In the "General Prologue," Chaucer presents an array of characters from the 1400's in order to paint portraits of human dishonesty and stupidity as well as virtue. Out of these twenty-nine character portraits three of them are especially interesting because they deal with charity. Charity during the 1400's, was a virtue of both religious and human traits. One character, the Parson, exemplifies Chaucer's idea of charity, and two characters, Prioress, and Friar, to satirize the idea of charity and show that they are using charity for either devious reasons or out of convention or habit.
According to the definition from the Webster's dictionary, charity means giving to the needy and helping the poor. In Chaucer's time, however, charity meant much more. It included a love of G-d and doing the will of G-d as well as the kind of person one is. Thus Charity had two parts, one human, the other divine. Two parts that mixed in different portions depending on a person. Charity was a human virtue that the Church encouraged. People believed that if one does something good, he will be rewarded by G-d. Many people did meaningful, charitable things out the goodness of their hearts, but others had done it for other reasons. Those reasons included making money from people's suffering and giving to charity because someone told them to do so, rather than from the goodness of their hearts or to ease the suffering of others. Chaucer plays off both of these parts of charity in his portraits to show how they can be combined differently in different people and to distinguish "true" charity from "false" charity.
Parson exemplifies Chaucer's idea of true charity. Even though Parson does not have any money, he considers himself rich spiritually. Going around the village, he teaches the poor and those who can't go to church about what G-d is and how to be a religious person. He gives more than he receives. In fact, he avoids preaching to the rich and well-to-do because he prefers going to the humble and poor, who truly need his help and G-d. He doesn't
run to London to earn easy bread
By singing masses for the wealthy dead,
Or find some Brotherhood and get enrolled.
He stayed at home and watched over his fold
So that no wolf should make the sheep miscarry. (p.16)
Parson is seen as an ideal priest, and his actions describe the real meaning of what charity is. He is "virtuous," "Never contemptuous" toward sinners, "never disdainful," and "discreet."(p.17) Getting people to Heaven is his main goal, not their money or his own advancement.
Friar, on the other hand, uses charity for devious purposes. By getting a license from the Pope, which lets him go around the country and hear confessions, he uses this license to make money for himself. Also he runs an agency in which he fixes up young women with men for a fee. Unlike Parson, who goes out of his way to help the poor, the Friar thinks that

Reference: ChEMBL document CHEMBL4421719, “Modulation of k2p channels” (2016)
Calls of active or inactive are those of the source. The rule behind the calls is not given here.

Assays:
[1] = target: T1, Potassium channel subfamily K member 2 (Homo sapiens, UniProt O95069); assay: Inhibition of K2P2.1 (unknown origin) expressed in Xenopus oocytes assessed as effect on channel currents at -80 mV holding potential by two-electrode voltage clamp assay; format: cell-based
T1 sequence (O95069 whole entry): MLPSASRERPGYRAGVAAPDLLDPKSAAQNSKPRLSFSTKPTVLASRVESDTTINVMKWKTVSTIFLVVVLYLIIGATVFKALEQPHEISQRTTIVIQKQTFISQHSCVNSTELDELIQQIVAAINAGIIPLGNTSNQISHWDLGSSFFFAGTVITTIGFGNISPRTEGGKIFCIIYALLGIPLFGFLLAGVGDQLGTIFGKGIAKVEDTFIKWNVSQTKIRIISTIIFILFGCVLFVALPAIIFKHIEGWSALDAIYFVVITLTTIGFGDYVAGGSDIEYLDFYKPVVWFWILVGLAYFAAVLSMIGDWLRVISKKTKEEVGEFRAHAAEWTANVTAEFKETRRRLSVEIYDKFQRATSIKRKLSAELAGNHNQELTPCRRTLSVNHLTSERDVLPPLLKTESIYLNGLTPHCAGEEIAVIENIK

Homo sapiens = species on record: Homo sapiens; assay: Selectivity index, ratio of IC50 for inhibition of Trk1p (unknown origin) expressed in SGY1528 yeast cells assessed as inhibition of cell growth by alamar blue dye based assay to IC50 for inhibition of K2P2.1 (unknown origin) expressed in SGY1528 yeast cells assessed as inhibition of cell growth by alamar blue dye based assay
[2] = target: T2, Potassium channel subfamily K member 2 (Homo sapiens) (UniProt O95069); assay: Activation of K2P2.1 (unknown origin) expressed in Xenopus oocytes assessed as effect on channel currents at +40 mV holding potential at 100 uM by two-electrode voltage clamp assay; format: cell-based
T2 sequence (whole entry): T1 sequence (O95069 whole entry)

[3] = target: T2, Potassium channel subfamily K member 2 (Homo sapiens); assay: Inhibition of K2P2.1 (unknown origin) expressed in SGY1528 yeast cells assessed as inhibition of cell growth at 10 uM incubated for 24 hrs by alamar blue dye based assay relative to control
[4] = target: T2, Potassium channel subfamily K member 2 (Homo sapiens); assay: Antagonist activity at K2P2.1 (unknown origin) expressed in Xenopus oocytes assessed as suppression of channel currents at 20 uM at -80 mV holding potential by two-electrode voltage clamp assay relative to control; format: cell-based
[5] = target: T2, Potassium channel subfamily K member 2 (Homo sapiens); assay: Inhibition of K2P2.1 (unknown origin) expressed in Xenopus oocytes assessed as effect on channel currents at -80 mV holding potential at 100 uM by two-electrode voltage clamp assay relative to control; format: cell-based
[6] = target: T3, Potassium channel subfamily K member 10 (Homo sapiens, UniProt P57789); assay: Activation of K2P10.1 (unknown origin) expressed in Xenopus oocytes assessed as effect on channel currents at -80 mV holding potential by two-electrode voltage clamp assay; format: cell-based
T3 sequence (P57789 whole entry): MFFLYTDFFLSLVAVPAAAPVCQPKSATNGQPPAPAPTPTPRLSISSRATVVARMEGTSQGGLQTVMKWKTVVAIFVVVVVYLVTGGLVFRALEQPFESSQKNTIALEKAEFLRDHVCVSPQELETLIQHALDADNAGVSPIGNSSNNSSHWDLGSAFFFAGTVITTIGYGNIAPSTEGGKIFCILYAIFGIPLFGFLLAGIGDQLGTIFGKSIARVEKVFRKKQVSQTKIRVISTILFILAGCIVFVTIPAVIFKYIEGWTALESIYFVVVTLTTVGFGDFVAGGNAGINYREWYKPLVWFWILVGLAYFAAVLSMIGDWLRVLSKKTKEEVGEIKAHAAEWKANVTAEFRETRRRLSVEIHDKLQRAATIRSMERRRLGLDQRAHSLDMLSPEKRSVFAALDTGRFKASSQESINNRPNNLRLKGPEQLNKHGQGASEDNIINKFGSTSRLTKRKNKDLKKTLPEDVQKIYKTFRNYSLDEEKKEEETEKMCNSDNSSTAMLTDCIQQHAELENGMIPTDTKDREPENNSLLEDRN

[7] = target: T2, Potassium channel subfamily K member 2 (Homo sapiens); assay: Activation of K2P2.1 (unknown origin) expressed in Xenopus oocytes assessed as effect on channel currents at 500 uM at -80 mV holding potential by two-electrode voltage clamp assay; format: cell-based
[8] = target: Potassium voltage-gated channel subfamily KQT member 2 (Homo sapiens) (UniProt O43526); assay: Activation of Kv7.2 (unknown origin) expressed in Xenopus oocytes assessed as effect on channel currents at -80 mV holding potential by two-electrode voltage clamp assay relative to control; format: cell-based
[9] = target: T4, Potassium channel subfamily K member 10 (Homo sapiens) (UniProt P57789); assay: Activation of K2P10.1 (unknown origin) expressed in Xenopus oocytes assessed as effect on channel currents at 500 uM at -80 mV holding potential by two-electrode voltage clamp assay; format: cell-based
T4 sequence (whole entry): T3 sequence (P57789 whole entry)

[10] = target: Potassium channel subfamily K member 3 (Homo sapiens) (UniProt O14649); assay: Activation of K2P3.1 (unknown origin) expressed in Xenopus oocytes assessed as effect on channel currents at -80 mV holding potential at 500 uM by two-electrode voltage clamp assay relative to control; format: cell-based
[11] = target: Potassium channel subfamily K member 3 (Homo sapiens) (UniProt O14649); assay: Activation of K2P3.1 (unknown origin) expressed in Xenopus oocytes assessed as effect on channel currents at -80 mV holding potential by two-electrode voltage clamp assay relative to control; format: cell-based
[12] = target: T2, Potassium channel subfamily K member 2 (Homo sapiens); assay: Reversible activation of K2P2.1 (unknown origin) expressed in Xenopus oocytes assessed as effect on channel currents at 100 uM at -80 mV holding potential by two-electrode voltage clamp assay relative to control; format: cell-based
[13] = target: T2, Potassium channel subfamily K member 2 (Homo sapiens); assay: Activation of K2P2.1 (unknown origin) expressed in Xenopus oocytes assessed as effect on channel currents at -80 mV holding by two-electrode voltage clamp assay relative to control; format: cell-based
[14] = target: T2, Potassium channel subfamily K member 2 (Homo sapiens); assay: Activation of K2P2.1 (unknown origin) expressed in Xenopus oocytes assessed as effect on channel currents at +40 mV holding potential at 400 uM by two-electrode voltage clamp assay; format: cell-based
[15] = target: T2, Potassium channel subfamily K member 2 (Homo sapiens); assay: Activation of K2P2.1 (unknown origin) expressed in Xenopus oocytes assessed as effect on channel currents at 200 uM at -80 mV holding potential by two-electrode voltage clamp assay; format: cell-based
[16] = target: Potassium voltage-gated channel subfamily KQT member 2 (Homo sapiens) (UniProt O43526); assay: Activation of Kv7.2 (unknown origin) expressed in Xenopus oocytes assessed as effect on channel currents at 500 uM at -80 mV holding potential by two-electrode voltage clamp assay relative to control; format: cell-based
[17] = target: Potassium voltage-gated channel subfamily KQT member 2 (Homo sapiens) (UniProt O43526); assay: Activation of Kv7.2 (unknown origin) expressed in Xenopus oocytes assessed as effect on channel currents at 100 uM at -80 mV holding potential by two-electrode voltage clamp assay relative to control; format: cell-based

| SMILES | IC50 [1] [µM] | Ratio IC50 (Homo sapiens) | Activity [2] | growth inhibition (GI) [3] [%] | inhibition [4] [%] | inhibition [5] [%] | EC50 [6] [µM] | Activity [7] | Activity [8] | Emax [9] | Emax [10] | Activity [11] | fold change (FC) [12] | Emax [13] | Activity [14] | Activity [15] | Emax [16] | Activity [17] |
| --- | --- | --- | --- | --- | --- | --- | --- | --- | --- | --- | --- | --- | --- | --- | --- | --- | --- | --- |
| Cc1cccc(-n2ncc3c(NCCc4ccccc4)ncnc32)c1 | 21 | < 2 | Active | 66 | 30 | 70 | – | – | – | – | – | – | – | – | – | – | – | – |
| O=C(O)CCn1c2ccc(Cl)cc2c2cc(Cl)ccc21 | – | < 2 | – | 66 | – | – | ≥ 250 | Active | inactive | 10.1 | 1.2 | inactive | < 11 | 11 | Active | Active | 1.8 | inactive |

nothing good can come
Of commerce with such slum-and-gutter dwellers,
But only with the rich and victual-sellers. (p.9)
By visiting only rich people, Friar's primary purpose is to make money and not to give forgiveness for the sins as he is supposed to do. He is using his position for his own purposes under the disguise of charity, which in his case is being greedy and being guilty of committing one of the seven sins.
Without knowing it, Prioress uses charity as a convention. Since her father does not have enough for a dowry, he is forced to send Prioress to a nunnery. Prioress does not have much of a choice herself, since in the Middle Ages, women had little choice in their future, usually being married or becoming prostitutes. Because she grew up in a wealthy, not very religious family, she does not know the real meaning of being a nun and of what charity means beyond what the Church has told her. Because she is told that she has to follow a certain discipline, she complies with it without questioning the true meaning. Instead of helping poor people, she helps animals by feeding them, simply because the Church said feed the needy.
She had little dogs she would be feeding.
With roasted flesh, or milk, or fine white bread. (p.7)
The way she eats "no morsel from her lips did she let fall"(p.6), the way she dresses, " Her cloak ... had a graceful charm...whence hung a golden brooch of brightest sheen....(p.7), suggests that she belongs to an upper class and not to the order of nuns. Chaucer shows that she follows the denotative meaning of charity. She knows what charity means intellectually and religiously but has not experienced it spiritually. Ironically, around her neck she wears a brooch that declares "Love Conquers All," (p.7) without having slightest indication of what this statement truly means.
By presenting us with these characters, Chaucer describes an overview of what life was during the Middle Ages.